Choose a venue. Remember that library, community center, bookstore and other public venue schedules can fill up fast, so schedule your event as soon as possible.
Pick a date in April 2017. Make sure you get it on the schedule of your venue. If April proves impossible and you need to schedule your group at a different time, that’s okay, too.
Choose a facilitator/leader for the discussion. Find someone who’s excited to read and help generate conversation around the book.
Plan the format. Depending on the size and nature of your event, this could be an informal conversation, a structured discussion around particular questions, a talk featuring a guest speaker, or even a group that meets on an online platform.
Coordinate with your venue or host to ensure you understand logistics. What is the maximum number of people? Will there be refreshments? What is the seating (all participants should be able to see and hear one another)?
Get more ideas here:
- ALA: Book Discussion Groups + One Book, One Community resource page
- Beyond the Book (UK/Canadian site)
- Library of Congress: Center for the Book and LOC searchable directory of One Book programs
- One Book, One College: Common Reading Programs (Barbara Fister)
- Tips from the Seattle Public Library
PROMOTE YOUR EVENT
If your event is open to the public, publicize it:
- Use our resources for flyers and bookmarks, or make your own using the “One Book, Many Communities” logo. The templates include space for you to enter the date and location information for your event.
- Create a Facebook group and/or event page. Email us the link so we can post a link on our main Facebook page.
- Tweet and Instagram using the hashtag #lap1book. If you tag us (@Librarians2Pal), we will retweet!
Let participants know where they can obtain the book:
- Order from an independent bookseller, if at all possible.
- Bookstores serving as hosts may offer discounts as part of the deal, so please ask them!
- If your local public library doesn’t own any copies, your local academic library might. Some academic libraries allow members of the nearby community to check out books, so make sure you ask!
- Many libraries, both public and academic, offer interlibrary loan (ILL) services if a book is not part of their collection.
HOLD YOUR EVENT
Document it. Take photos (with participants’ permission). Record any presentations. Live tweet the discussion! Remember to use the hashtag #lap1book.
Share tips for leading a great book discussion with your facilitator:
(several of these are adapted from the ALA Book Discussion Groups page)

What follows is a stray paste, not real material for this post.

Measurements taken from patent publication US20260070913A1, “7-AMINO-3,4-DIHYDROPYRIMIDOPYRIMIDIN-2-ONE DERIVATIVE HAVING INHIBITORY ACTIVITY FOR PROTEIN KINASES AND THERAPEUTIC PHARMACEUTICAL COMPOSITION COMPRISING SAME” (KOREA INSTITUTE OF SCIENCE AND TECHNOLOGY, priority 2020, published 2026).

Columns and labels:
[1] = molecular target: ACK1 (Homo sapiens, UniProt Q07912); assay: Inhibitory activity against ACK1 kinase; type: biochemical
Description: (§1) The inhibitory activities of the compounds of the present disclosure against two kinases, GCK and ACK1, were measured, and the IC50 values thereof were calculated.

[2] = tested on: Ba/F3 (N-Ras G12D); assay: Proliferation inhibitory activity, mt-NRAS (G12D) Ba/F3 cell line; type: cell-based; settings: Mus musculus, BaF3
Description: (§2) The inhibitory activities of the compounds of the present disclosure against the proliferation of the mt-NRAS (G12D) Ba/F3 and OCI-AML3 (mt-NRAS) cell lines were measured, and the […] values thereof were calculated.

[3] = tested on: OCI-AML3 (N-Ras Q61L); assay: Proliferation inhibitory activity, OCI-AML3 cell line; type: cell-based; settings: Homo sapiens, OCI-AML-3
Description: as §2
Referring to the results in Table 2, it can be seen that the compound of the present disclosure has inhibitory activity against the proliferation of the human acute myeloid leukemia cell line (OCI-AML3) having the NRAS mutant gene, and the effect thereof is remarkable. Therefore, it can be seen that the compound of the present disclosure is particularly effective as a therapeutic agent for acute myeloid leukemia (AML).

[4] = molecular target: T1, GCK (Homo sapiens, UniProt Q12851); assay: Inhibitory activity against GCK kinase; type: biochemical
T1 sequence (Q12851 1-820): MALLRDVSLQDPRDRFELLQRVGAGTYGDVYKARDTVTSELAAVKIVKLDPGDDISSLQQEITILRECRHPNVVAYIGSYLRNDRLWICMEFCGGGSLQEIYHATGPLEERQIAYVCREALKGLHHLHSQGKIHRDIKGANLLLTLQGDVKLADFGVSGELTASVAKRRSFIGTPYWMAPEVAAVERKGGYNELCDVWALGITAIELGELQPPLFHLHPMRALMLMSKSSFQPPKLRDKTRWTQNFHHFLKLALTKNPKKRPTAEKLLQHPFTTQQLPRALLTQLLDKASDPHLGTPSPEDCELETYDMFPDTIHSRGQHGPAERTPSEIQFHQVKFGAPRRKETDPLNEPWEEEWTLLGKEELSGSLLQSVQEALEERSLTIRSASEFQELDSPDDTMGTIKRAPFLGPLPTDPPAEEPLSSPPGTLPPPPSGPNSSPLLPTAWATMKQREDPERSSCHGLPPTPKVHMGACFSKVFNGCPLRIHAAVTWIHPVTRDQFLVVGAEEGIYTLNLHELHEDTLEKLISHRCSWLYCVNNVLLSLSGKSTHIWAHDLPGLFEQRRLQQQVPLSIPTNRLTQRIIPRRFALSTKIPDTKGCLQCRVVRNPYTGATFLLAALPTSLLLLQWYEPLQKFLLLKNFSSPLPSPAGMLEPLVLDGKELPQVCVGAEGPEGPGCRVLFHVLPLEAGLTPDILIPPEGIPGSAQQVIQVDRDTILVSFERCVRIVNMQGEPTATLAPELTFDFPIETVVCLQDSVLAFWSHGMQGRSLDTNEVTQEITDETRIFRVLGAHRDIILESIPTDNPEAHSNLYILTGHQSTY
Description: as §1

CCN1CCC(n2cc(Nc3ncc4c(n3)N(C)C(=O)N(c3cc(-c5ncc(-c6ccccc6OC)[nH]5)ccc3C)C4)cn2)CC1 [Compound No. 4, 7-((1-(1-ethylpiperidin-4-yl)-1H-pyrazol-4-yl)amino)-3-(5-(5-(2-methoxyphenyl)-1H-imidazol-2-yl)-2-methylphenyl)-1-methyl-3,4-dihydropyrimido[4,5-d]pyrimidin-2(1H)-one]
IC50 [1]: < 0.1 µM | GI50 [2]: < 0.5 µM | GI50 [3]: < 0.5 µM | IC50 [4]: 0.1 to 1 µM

- If possible, talk with co-participants in advance about your wishes and goals for the group. What would you and they like to get out of the experience? This could help you structure your meetings and build in time for refreshments, media viewing, etc.
- If you have time (and perhaps an online platform), consider collectively brainstorming questions about the book before the first meeting. This will give all participants a chance to help shape the discussion.
- Talk about your experiences of reading the book. Explore how the book made you feel, and the emotions, themes, and questions it brought up.
- Talk about any preconceptions you had before reading the book that changed after you read it. How did this book transform your attitudes and perceptions? What did you learn from it that you didn’t know before?
- Pick a passage that strikes you as interesting, moving, and/or thought-provoking. Read it aloud to the group. Discuss.
- Use secondary sources (including dictionaries, history texts, film, photography, see our resource guide (PDF) for ideas) to place the novel in new contexts. For instance, look up a historical event to learn more about it.
- If you could ask the author a question about the book, what would it be?
Ask one or more of these questions that LAP designed specifically about “Returning to Haifa:”
- “I know this Haifa. But it refuses to acknowledge me.” (page 150) How do feelings of displacement play a role in this story? Where is this quote in the arc of the narrative and how does it reflect the characters’ experience overall?
- Kanafani wrote “I became politically committed because I am a novelist, not the opposite.” (page 17 of introduction) How can fiction have an impact politically? Does it express political realities in a way that journalism can’t?
- As Saif S. and Safiyya enter Haifa after twenty years, Safiyya reflects by saying “I never imagined that I would see Haifa again,” to which Saif responds, “You are not seeing it. They are showing it to you.” What are some of the ways, in addition to physical presence, in which ownership over a piece of land (Haifa) is constructed from an Arab vs. Jewish perspective in the novella?
- What role does shame play in Saif and Safiyya’s story?
- Do Saif and Safiyya complement each other in the novella or echo similar sentiments and perspectives? What role does their gender play in their dynamics, if any?
- Dov rejects his birth parents by saying a “man is a cause.” What does he mean and what is his “cause?” To what extent has the history of the Israeli occupation shaped Dov/Khaldun’s life?
- [For discussions among people already involved in Palestine solidarity work.] How can this book be used to spread awareness of the issues that Palestinians face? How is Kanafani’s approach effective? What are its limitations?
Distribute any additional resources to discussion participants. You can use our resource guide (PDF) for “Returning to Haifa” for additional information and suggested further readings.
Encourage participants to keep the conversation going. Suggest that people donate their no-longer-needed copies of “Returning to Haifa” to a local public, university, or school library or other community center (but check first to make sure they take book donations!).